Strong communities

Toronto-Danforth is home to some of the strongest communities in Canada.  That’s why I chose to live here, it’s why I love living here, it’s why I’m committed to watching all my children grow up here and it’s why I will work to make sure that our communities not only stay strong but get stronger.

Our communities are compact and efficient, there are walkable shopping districts, neighbours know each other and get involved in community groups.  We have strong cultural communities that look after their members and grow their favourite foods in almost shockingly bountiful gardens.  Our seniors have incredible skills at self sufficiency, mending and repairing things that young people throw away.  We have amazing transit connections criss-crossing the riding and many families get by without a car at all.

But what fills me with most awe and hope is the way this corner of Toronto is at the forefront of finding new compassion and understanding, building bridges between people of different cultures, religions, ages and colours.  I love watching older Greek women sharing produce with their young Chinese neighbours.  I love watching toddlers with two mommies watching over them as they play with other toddlers freshly arrived from Bangladesh.  And I was actually brought to tears the drizzly day I joined in a peace walk through this riding organized by Christians, Muslims and Jews who shared food and prayers together.

I want to promote cohesion in diversity, a recognition that to have our own culture recognized and valued, we must learn to respect and embrace others as well.  I want to promote compassion, and a recognition that we are all lessened when there is suffering among us.  And I want to press for a government that will help so many local small green businesses just waiting for the right environment to soar.

4 responses to “Strong communities”

  1. Sammy writes:

    Hi Adriana,

    I was looking at what the Vision document had to say about helping student’s financial situations. It suggests a lot of good broad policies, but I’m looking for more detail. In particular about this point:

    “1. Increase funding for a needs-based Canadian National Student Loan and Bursary Program with an emphasis on low-income, first-generation, and Aboriginal students and communities.”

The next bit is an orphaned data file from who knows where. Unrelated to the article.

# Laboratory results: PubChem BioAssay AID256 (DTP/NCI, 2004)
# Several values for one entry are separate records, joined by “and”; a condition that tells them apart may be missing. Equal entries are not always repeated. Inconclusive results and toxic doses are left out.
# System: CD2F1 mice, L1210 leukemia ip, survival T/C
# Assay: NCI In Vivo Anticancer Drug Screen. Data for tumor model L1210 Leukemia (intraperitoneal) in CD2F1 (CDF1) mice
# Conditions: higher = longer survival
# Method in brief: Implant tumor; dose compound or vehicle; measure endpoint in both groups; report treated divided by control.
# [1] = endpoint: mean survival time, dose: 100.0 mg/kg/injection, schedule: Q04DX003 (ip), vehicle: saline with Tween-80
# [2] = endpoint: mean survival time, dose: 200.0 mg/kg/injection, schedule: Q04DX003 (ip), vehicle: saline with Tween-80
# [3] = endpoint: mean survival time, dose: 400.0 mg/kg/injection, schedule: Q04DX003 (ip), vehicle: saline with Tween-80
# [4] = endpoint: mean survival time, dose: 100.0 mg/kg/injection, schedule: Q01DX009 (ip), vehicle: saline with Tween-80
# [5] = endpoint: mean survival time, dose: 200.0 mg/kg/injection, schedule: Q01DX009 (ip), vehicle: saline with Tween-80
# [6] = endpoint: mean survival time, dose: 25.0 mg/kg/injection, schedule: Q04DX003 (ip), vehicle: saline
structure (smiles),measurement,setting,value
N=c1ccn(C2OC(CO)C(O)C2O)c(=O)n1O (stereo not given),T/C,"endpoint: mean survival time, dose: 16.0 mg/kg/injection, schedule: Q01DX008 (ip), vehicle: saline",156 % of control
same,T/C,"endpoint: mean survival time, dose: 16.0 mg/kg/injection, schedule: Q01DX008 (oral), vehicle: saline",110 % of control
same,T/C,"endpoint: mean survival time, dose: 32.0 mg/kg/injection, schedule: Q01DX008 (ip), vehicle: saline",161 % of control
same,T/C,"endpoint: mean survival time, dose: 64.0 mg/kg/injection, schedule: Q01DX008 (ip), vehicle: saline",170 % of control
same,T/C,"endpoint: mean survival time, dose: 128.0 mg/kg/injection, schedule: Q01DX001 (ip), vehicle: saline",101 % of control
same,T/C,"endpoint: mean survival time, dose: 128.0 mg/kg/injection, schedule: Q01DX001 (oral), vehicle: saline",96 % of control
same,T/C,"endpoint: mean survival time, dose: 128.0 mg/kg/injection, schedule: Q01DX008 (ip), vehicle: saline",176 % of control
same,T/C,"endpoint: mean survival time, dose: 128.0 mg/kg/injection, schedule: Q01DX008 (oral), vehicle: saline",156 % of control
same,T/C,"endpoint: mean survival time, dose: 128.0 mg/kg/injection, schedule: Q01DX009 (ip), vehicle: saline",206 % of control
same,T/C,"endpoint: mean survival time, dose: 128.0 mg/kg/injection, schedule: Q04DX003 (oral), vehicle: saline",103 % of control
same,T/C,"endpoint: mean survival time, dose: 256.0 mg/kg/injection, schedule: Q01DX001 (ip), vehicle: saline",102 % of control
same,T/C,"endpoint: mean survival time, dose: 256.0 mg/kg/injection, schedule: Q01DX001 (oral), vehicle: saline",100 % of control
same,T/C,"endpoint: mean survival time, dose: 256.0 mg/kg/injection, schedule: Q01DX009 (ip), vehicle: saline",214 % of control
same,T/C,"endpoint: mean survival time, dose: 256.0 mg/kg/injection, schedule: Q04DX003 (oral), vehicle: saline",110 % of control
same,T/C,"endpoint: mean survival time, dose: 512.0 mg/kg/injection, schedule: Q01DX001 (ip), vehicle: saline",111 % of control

I’m wondering by how much, and where this money would come from. This was brought to my attention by my boyfriend, who said that the NDP is aiming for 1 000$ per year in bursaries for qualified students. I’m not sure where they say the money is coming from, but I think the concrete promise is very persuasive for students in a tight situation.


  2. Adriana Mugnatto-Hamu writes:

    Hi Sammy,

    Our complete audited budget is available at the end of our platform here:

    The numbers are in millions. So you can see we set aside $160 million per year beginning in year two on the tuition credit and $400 million annually beginning immediately for post-secondary bursaries. The money doesn’t “come from” any one place – it’s part of an integrated budget that shifts priorities from the status quo in particular ways. Lots of things are moved around.

    We were looking at 50% loan forgiveness upon degree completion for qualified students.

    The thing about comparing the NDP and Green platforms is that it depends what you want. For the same cost you can either be extremely generous to a small number of very disadvantaged students or you can offer a small benefit to all students. Where you draw the line for qualification is as important as the level of support offered. I’m not sure how much the NDP think their programme will cost them. As far as I know, they haven’t presented a budget.

    Hope this helps,


  3. Sammy writes:

    This is incredibly helpful, thank you.
    The Green Party continues to surpass my expectations of politicians =)

    Have a great weekend,

  4. Adriana Mugnatto-Hamu writes:

    Sammy, there’s another thing the Green Party offers for all students. The municipal youth employment programme budgeted for $1 billion dollars is intended to get youth working on municipal green infrastructure improvements. But at the end of the programme, each young person involved gets $4,000 towards student debt repayment.


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